“Ireland is the only other developed nation to levy a higher tax on investment income – 51% on dividends. But when it comes to capital gains, the U.S. would claim the highest top rate.”
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“The Biden administration has released a flurry of tax proposals, including a headline-grabbing tax hike on capital gains that would apply retroactively from April. Dividends would be subject to the same treatment, according to a recently released Treasury Department document. At first sight, it is easy to be distracted by the $1 million figure and surmise that only rich people will be affected, so who cares? But the harms go further than that.”
“ASI urges Congress to reject proposals that will increase the tax rates on dividends and capital gains. Research suggests that higher taxes on dividends in particular will negatively impact seniors, middle-class families and workers, even if the tax increases are targeted at high-earners.”
MarketWatch: Biden’s plan to raise capital-gains taxes on the rich is good politics but bad economics
“A brilliant political move does not equate to a brilliant economic one. If you believe that taxes have an impact on individual economic behavior, then you cannot ignore how an almost 100% tax increase might change an investor’s actions and create ripple effects throughout the economy.”
“As former Federal Reserve Governor Larry Lindsey explains nearby, a 43.4% federal rate will cost the government money. The Congressional Budget Office says the revenue-maximizing rate for capital gains is about 28%. Other economists say it’s lower, and many think the ideal rate is zero.”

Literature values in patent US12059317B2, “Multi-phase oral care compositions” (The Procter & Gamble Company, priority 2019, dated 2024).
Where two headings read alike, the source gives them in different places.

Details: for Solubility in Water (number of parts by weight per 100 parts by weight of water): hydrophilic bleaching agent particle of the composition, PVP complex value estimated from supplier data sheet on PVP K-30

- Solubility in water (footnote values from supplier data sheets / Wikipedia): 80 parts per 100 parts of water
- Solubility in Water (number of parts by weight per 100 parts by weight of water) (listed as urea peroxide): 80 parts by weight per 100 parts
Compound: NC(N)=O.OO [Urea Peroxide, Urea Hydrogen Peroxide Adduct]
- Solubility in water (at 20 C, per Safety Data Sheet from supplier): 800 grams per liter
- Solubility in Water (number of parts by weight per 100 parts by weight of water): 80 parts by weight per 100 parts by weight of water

The increase stands to affect “a lot more people than people realize,” according to Jeffrey Levine, chief planning officer at Buckingham Wealth Partners. “It’s not the clients that make a million dollars or more every year that you need to be worried about,” he explained to ThinkAdvisor
Ernst & Young: The Beneficiaries of the Dividend Tax Rate Reduction: A Profile of Qualified Dividend Shareholders
25.4 million tax returns included qualified dividends in 2009, representing $123.6 billion of qualified dividends.
The tax returns with qualified dividends have the following profile:
*63 percent are from taxpayers age 50 and older,
*32 percent are from taxpayers age 65 and older,
*68 percent are from returns with incomes less than $100,000, and 40 percent are from returns with incomes less than $50,000.
The double tax on corporate profits discourages productive capital formation, encourages debt finance, discourages investment in the corporate sector and discourages dividend payouts.
This analysis argues that the rates on income from capital investment should be kept low, because it is an important element of the kind of broader tax system we need: one that attracts and encourages capital investment, rather than reducing investment options by raising the cost of capital.
EY: Corporate dividend and capital gains taxation: A comparison of the United States to other developed nations
This report notes that high integrated tax rates on dividends and capital gains could increase the tax bias against equity financing and discourage investment in the corporate sector.